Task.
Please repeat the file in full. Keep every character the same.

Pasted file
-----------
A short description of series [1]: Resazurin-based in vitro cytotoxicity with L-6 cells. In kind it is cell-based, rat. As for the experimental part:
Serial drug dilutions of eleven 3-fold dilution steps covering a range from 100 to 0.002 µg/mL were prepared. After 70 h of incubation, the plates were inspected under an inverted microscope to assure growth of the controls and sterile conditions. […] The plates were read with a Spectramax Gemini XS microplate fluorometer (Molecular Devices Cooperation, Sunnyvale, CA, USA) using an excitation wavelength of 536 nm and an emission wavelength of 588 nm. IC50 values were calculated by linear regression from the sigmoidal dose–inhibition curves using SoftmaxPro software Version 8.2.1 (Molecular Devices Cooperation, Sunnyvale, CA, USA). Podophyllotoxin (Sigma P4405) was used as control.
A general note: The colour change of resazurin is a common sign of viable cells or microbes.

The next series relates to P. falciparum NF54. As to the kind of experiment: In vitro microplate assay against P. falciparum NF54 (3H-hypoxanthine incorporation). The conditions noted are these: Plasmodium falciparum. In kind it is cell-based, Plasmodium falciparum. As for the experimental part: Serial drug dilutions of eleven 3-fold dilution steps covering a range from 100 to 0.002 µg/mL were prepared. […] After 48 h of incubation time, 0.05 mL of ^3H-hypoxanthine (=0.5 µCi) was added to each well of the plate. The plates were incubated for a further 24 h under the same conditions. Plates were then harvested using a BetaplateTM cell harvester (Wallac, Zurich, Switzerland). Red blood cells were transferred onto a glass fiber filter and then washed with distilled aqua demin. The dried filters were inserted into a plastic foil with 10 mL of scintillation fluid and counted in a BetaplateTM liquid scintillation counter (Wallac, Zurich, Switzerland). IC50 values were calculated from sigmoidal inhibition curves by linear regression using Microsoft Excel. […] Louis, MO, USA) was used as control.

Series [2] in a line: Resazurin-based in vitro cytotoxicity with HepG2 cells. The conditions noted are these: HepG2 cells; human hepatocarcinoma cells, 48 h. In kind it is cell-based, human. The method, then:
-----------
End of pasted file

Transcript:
A short description of series [1]: Resazurin-based in vitro cytotoxicity with L-6 cells. In kind it is cell-based, rat. As for the experimental part:
Serial drug dilutions of eleven 3-fold dilution steps covering a range from 100 to 0.002 µg/mL were prepared. After 70 h of incubation, the plates were inspected under an inverted microscope to assure growth of the controls and sterile conditions. […] The plates were read with a Spectramax Gemini XS microplate fluorometer (Molecular Devices Cooperation, Sunnyvale, CA, USA) using an excitation wavelength of 536 nm and an emission wavelength of 588 nm. IC50 values were calculated by linear regression from the sigmoidal dose–inhibition curves using SoftmaxPro software Version 8.2.1 (Molecular Devices Cooperation, Sunnyvale, CA, USA). Podophyllotoxin (Sigma P4405) was used as control.
A general note: The colour change of resazurin is a common sign of viable cells or microbes.

The next series relates to P. falciparum NF54. As to the kind of experiment: In vitro microplate assay against P. falciparum NF54 (3H-hypoxanthine incorporation). The conditions noted are these: Plasmodium falciparum. In kind it is cell-based, Plasmodium falciparum. As for the experimental part: Serial drug dilutions of eleven 3-fold dilution steps covering a range from 100 to 0.002 µg/mL were prepared. […] After 48 h of incubation time, 0.05 mL of ^3H-hypoxanthine (=0.5 µCi) was added to each well of the plate. The plates were incubated for a further 24 h under the same conditions. Plates were then harvested using a BetaplateTM cell harvester (Wallac, Zurich, Switzerland). Red blood cells were transferred onto a glass fiber filter and then washed with distilled aqua demin. The dried filters were inserted into a plastic foil with 10 mL of scintillation fluid and counted in a BetaplateTM liquid scintillation counter (Wallac, Zurich, Switzerland). IC50 values were calculated from sigmoidal inhibition curves by linear regression using Microsoft Excel. […] Louis, MO, USA) was used as control.

Series [2] in a line: Resazurin-based in vitro cytotoxicity with HepG2 cells. The conditions noted are these: HepG2 cells; human hepatocarcinoma cells, 48 h. In kind it is cell-based, human. The method, then: